So guys. This week in Frankfurt books are taking over the city. Book Fair Week. It’s my absolute favorite. To celebrate, this month’s blog hop is all about books and reading (or trying to) in German and in Germany. There are several ways to join in, so gather ’round and listen up.
Firstly, you can write a post about reading in German. So this could be a book review of a German book, or the tragic tale of your attempts to read something more complex than See Spot Run. It could be a rant about finding English-language books in German book stores. (Or, you know, about how the covers are printed in the opposite direction of English books, thus RUINING YOUR ENTIRE BOOKSHELF. Ehem.) It could even be a story about trying to make a recipe from a German cook book. If a book or reading is involved, we’re game.
This is a preview of Reading in German: A Blog Hop and a Read Along.
“One of the stops on bus 635 is the München Flughafen Besucherpark, or Munich Airport Visitor’s Park. I could see from passing by that it had a bunch of old aircraft to look at, and an observation hill that looked over the airport, and I made a promise to myself to actually stop when I had time, instead of just noticing it on the way to or from the airport.” Read more on Doin’ Time on the Donau.
This is a preview of The Week in Germany: Street Signs, Airports, Pumpkins, and Beer.
People who live, work, and pay taxes in Germany should be allowed to vote in Germany.
I know I would appreciate having the chance. Monday on The Local
“SPD Vice-President Ralf Stegner said on Sunday that “people who live, work, pay taxes, should also be allowed to vote. Why should we withhold this essential civil right from them?”” Read the entire article here.
Advice for bloggers in Europe. How to make the money happen.
This is a preview of The Week in Germany: Voting, Blogging, and Learning German.
I heart Deutschland. A street artist has modified traffic lights to show the love. Photo copyright dpa
German Food: The Good, the Bad, the Ugly
“If you ask Germans about their cuisine, they will get that faraway look in their eyes which one gets from some a lot of thinking. Finally, if the people you ask are anything like my German friends, they’ll probably tell you that it’s very bland and tasteless. But they will point out that you can easily buy cuisine from all over the world in Germany which is the plus side.” Read the entire blog on My Life in Germany.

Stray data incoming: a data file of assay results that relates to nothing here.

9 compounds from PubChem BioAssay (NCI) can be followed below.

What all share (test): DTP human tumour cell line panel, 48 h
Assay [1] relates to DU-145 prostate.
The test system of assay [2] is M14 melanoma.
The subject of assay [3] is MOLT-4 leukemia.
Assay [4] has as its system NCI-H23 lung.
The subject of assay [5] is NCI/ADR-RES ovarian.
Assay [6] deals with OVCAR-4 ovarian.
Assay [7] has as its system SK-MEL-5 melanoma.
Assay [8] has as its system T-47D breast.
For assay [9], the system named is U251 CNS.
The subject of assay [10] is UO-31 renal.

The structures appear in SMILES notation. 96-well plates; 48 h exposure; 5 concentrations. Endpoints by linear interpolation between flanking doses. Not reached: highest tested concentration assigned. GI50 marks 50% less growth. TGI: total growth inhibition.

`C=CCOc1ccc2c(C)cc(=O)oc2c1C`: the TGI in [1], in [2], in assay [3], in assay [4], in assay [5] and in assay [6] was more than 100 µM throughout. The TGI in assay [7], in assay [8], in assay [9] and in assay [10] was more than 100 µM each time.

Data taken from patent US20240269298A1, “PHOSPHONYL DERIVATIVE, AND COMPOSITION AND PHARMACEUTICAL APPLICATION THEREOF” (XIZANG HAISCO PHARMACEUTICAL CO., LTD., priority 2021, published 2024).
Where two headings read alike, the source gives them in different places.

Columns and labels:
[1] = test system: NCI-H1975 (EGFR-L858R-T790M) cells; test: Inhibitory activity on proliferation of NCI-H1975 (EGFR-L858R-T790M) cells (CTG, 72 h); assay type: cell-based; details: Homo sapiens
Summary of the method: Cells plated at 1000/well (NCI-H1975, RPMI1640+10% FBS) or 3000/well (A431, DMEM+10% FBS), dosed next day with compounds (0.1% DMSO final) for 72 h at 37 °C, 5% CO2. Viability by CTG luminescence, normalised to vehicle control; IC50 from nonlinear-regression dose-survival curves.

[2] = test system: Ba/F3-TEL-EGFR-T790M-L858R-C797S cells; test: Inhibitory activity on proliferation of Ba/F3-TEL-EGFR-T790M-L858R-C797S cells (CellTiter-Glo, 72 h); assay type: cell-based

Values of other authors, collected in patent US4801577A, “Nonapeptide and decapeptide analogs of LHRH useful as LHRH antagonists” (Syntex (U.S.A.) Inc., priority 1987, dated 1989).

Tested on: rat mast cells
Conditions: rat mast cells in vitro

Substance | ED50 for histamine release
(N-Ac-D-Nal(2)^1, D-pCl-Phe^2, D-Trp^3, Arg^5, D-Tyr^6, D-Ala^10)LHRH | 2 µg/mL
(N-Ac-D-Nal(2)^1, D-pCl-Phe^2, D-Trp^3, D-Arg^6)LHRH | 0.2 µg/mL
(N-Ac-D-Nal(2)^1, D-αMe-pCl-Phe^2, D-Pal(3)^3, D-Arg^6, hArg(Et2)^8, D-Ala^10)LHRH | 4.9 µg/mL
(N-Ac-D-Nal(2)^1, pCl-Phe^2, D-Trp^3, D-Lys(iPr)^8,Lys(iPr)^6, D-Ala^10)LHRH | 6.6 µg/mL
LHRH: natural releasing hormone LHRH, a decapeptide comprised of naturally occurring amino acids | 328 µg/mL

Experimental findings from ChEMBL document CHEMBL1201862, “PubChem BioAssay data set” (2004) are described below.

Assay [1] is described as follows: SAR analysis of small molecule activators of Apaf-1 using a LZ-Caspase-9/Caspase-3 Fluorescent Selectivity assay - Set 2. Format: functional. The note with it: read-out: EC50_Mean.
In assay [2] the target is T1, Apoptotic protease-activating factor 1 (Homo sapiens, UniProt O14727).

While we’re talking about food…
This is a preview of The Week in Germany: Gifts, Food, Movies.
When you move abroad you go through phases. First you’re in wonder. Everything is different and new and exciting and an adventure! Then the frustration. It’s different and it’s hard and I JUST DON’T LIKE IT. Then, you come to terms with it, make the best of it, and then you’re fully integrated and you’ve passed the culture shock test, right?
I’m of the opinion that no matter how long you live in a place, there will always be things that drive you crazy about it (this can also be said of “back home” too, lest you think I’m picking unfairly on good ole Deutschland). I also think that as an expat blogger, I should be honest about what life is really like–ups, downs, and in betweens. I love Germany, but sometimes it irks me. And that’s ok!
This is a preview of Real Expat Life: Things I Won’t Miss About Germany.
Culture shock is often discussed when people consider moving abroad. Differences between home and destination country cultures can be confusing and difficult to navigate and the radical change in lifestyle can be harder than you might have imagined. Yet one of the best ways of preparing for ‘culture shock’ is by working on your cultural awareness – something which is less debated but in reality much more important for the success of your expat life long term.
Cultural awareness can be prepared for in advance but it is, above all else, something which is actively practised. Reading about your destination country before you go, especially advice from other expats, can give you a really good understanding of where you’re moving to, but once you’re there, remember to observe, ask questions politely and avoid making assumptions about the way people should or will behave.
This is a preview of The Everyday Expat: Understanding Cultural Awareness.
Our last day in Berlin, we took my husband’s mom to the Eastside Gallery. She’s an artist, so we figured she’d love the murals painted on old sections of the Berlin Wall. It’s another way Berliners have turned ugly history into something positive.
Photo courtesy Beginnings in Bayern
During the Cold War, people in West Berlin drew graffiti on their side of the wall, and when the wall came down, artists joined together to create an international memorial for freedom by painting murals on remaining parts of the wall. The Eastside Gallery is one of the world’s largest open air galleries, but it’s had its share of problems. Just this year a developer for luxury apartments destroyed part of the wall to begin construction despite protests, and every year the wall is further damaged by weather and vandalism.
This is a preview of Take a Look: Berlin’s Eastside Gallery.